Denim by PV, the trade show dedicated to denim and jeanswear specialists, was held once again at Les Docks in Paris. The summer edition, which ran from Jun. 3-4, offered new trends for the F/W 2010/2011 season and welcomed various insiders from the jeanswear industry, including significant personalities such as Adriano Goldschmied, Piero Turk and design teams from international brands including Guess, No.Li.Ta. and Rare.

There were several drawbacks. On the one hand, too much space seemed to be given to laundries and garment manufacturers, which in all could have been more effective had the show hosted more international denim producers. And the market continued to show little sign of improvement (according to some insiders, denim manufacturers are losing sales down to 50%). On the other hand, insiders were also optimistic and expected a general turnaround beginning in September 2009.

Many of this season’s innovations had the environment in mind. Tavex presented a new finish, Alsoft® Amazontex by Tavex, a sustainable softening finish obtained through an Amazon fruit, while Jeanologia, the Spanish developer of new finishing technologies, offered a series of new environmentally-friendly techniques that could age garments with lasers and without the use of chemicals. It also debuted a special technology that recreates the effect of sea water and sun aging effects.

The company also presented within the trade show “Truth & Light,” an exhibition of vintage jean garments presented together with new ones, yet treated with aging techniques. The difference between vintage and “new” was quite surprising since one could be easily substituted for the other.

Invista presented a new Lycra Lasting Fit offer of fabrics, a series of denims made with T400 Lycra fibers that guarantee higher resistance to hard treatments and maintain their shape even after repeated wear.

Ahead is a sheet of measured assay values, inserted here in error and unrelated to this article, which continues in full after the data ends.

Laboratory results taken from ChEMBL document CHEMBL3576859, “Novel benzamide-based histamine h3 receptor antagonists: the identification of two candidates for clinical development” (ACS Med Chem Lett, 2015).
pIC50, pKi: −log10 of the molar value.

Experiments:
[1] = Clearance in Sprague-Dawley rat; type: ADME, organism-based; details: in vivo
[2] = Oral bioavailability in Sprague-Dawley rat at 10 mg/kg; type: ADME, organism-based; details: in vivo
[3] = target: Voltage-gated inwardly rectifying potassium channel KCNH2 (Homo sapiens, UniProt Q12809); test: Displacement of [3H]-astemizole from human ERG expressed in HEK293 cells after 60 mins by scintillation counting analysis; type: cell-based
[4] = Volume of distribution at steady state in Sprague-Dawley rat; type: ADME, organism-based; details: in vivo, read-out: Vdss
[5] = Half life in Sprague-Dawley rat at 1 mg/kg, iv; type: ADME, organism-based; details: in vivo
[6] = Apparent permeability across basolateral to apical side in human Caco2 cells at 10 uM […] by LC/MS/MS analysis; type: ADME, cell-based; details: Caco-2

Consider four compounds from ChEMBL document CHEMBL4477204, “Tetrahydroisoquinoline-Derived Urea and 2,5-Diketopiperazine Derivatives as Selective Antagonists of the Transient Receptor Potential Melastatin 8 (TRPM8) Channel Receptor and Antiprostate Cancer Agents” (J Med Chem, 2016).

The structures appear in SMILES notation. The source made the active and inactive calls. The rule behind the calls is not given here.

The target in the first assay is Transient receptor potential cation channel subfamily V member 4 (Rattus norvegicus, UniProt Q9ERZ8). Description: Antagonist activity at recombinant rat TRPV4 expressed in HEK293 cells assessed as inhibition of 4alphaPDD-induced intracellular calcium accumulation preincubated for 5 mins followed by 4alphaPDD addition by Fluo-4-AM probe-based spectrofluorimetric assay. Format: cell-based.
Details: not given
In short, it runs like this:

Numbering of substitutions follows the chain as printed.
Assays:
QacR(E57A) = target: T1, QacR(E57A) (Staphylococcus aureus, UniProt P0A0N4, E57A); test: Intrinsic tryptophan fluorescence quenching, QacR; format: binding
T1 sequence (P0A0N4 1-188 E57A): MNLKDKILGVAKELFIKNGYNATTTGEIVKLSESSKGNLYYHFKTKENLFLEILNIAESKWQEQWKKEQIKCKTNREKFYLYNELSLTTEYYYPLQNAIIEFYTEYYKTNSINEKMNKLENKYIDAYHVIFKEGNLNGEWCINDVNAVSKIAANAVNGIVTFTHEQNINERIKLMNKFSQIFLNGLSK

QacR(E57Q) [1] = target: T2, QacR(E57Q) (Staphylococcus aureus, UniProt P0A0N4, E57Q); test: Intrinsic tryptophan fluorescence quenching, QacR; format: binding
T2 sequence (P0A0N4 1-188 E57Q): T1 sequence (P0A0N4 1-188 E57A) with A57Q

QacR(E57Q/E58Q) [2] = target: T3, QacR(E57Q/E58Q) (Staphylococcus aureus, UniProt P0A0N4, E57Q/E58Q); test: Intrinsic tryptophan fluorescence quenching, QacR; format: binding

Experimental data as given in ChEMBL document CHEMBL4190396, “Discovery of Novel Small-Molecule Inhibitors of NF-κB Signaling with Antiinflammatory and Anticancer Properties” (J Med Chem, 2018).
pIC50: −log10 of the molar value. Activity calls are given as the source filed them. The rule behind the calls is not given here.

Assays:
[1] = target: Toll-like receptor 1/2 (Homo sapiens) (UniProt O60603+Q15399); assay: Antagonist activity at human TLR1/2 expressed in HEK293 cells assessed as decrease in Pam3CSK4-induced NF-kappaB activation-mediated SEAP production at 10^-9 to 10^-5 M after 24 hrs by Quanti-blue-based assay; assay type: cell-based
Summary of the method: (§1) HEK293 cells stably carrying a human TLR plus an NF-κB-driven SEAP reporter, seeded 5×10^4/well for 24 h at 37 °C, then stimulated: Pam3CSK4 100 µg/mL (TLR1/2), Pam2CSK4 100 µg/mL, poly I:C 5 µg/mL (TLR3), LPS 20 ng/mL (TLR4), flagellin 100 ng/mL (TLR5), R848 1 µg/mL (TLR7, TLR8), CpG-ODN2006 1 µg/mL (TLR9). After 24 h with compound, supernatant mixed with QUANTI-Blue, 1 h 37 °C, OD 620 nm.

Lycra’s Marco Lucietti, explained: “We noticed that in recent times, despite the difficult moment, Invista registered a double-digit increase in sales thanks to T400. For this we decided to create a commercial name that this fiber was missing. And actually, after a series of studies we discovered that customers, especially women, are ready to spend more (about €7-9) if that can guarantee them garments that maintain their shape and last longer.”

Denim by PV also got a preview of Okinawa and TRC’s newest initiative. Okinawa and TRC, a denim specialist which usually does not participate in trade shows, is teaming up with Bread & butter. Visitors can soon order a made-to-measure, limited edition personalized jean, made with TRC’s newest selvage denim range, Okinawa labels, Fixo buttons and MIC yarns. The special edition jeans, designed by Adriano Goldschmied, will be sold at about €60, with proceeds going to the charity, Medici Senza Frontiere. At the same time, Okinawa presented its Jacroki material that looks and can be treated like leather, though it is made from cellulose fibers.

According to some companies, it is time to focus on high-end products rather than more commercial ones. As Alberto Candiani, Global Manager TRC, said, “We are starting to offer a series of ring-ring selvage denims because we believe it is time to raise one’s offer rather than targeting lower-end markets. And one can only do it with very exclusive products.”

Thomas Disslich, CEO Vicunha, disagreed. “In the last several years there has been an exaggeration of the luxury craze. “People want to go back to more normal things. For instance, one can approach the environment by offering recycled cotton products,” he said. “This way we offer an environmentally-friendly product that doesn’t cost too much. We have to serve more different markets wth different products.”

—Maria Cristina Pavarini